Today’s Climate: January 18, 2010

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EU Nations Spar Over Climate Policy After UN Summit Deadlock (Bloomberg)

Europe is struggling to hold a common line on climate policy after last month’s failed UN summit in Copenhagen, with the UK, Germany and France defending deeper emission cuts in the face of Italian and Polish resistance.

UN Seeks Responsibility for Climate Talks (Wall Street Journal)

Climate negotiations should remain the responsibility of the UN, even if the Copenhagen climate summit didn’t provide a breakthrough, said Achim Steiner, executive director of the UN Environment Program.

IRENA Nabs Saudi Arabia (Recharge)

Saudi Arabia, a long-time thorn in the side of the climate change movement, will sign onto the International Renewable Energy Agency (IRENA) "within a matter of weeks." The move will bring the group’s total list of member states to 143.

Shell Faces Shareholder Revolt Over Canadian Tar Sands Project (Guardian)

Shell CEO Peter Voser will be forced to defend the company’s investment in Canada’s tar sands at his first annual general meeting, after calls from shareholders that the project be put under further scrutiny.

Premier Says Alberta Won’t Limit Oil Sands Growth (Canadian Press)

Premier Ed Stelmach says Alberta will help reignite oilsands development in the province, not limit growth as his new energy minister appeared to suggest a day earlier.

Higher Temperatures Can Worsen Climate Change, Methane Measurements from Space Reveal (ScienceDaily)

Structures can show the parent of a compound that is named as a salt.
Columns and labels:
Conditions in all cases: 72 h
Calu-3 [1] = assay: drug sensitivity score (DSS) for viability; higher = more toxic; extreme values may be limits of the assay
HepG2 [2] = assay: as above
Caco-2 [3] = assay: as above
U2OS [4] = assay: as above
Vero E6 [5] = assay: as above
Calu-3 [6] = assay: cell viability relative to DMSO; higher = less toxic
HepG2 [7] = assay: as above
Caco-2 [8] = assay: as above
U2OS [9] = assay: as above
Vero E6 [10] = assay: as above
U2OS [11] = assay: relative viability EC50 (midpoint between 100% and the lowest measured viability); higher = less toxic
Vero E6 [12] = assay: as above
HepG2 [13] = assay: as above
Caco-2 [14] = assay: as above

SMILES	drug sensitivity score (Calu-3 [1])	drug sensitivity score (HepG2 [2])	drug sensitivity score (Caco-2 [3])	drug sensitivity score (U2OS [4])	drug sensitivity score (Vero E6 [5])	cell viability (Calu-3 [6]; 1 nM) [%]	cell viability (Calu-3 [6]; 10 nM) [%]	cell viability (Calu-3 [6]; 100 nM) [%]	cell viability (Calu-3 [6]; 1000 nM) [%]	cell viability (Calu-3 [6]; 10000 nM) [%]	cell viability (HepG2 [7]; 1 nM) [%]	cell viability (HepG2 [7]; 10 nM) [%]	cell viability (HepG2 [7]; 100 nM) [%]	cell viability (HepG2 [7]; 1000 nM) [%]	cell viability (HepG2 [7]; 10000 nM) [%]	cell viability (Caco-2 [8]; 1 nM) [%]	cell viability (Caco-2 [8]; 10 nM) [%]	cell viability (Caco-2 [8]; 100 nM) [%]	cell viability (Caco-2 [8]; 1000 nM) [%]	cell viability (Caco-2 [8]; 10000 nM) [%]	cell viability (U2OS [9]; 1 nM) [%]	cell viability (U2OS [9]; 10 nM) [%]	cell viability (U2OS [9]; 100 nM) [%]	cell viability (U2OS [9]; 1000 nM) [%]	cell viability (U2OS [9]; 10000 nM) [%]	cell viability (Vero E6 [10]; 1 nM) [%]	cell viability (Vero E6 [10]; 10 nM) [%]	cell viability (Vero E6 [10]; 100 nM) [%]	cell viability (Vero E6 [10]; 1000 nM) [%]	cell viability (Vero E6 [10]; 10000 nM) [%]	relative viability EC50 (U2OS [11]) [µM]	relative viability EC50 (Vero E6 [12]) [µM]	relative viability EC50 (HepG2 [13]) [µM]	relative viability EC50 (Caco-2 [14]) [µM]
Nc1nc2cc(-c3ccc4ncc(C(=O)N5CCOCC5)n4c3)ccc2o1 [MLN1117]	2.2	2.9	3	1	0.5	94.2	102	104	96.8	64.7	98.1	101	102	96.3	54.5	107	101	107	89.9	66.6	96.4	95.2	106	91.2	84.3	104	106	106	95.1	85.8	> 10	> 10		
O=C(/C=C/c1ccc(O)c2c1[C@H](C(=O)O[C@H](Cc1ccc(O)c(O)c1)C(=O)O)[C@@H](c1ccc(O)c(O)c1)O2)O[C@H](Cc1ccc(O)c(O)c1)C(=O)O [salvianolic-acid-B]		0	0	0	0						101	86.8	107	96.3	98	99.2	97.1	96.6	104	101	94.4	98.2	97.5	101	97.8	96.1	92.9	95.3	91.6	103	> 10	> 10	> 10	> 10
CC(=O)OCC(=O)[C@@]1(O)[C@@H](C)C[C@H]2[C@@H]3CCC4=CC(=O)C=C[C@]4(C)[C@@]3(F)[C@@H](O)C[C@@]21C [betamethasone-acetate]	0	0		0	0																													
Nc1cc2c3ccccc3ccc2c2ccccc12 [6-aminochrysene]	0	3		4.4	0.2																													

Higher temperatures are not just a consequence of climate change, but by triggering a jump in methane emissions, they also worsen global warming, new research published in Science concludes.

Himalayan Glaciers Won’t Melt by 2035, Says New Finding (Hindustan Times)

The UN IPCC is expected to retract its oft-repeated prediction that most of the Himalayan glaciers will melt by 2035.

CA Business Group Loses ‘Green’ Members in AB32 Fight (The Bakersfield Californian)

An organization representing some of California’s biggest carbon polluters is working to alter the state’s global warming law, while claiming to represent several "green" companies that have since left the coalition after learning of its recent actions.

Carbon-Neutral City Possibility for Malaysia (Malaysia Star)

Malaysia could see its first carbon-neutral city following the signing of a cooperation agreement between the 1Malaysia Development Bhd and the Masdar company of the United Arab Emirates.

Australia: Downturn Triggers Slump in Emissions (The Australian)

Australia’s eastern states slashed their carbon emissions from energy use by almost 2% last year, as weak economic conditions caused electricity demand to fall.

White House Signals Support for Low-Carbon Transit Plans (Business Green)

The Obama Administration has announced plans to revamp its funding guidelines for local transport projects in an attempt to help speed the flow of cash to infrastructure projects that aim to cut emissions and congestion.

Toyota to Build 1 million Hybrid Cars in 2011: Report (Reuters)

Toyota plans to increase global production of gas-electric hybrid cars to 1 million units in 2011, twice the volume of last year, as it tries to keep its leading position in the growing market, the Nikkei reported.

Toshiba Wins Order to Supply Okinawa Smart Grid Trial (Bloomberg)

Toshiba, Japan’s biggest maker of nuclear reactors, said it was selected to supply electrical gear for Okinawa Electric Power’s trial of a localized smart grid project.

Renault Pledges to Build New Electric Vehicle in France (New York Times)

Renault CEO Carlos Ghosn sought to defuse an employment conflict with the French government, telling Pres. Sarkozy that the automaker would produce its new electric vehicle entirely in a plant near Paris.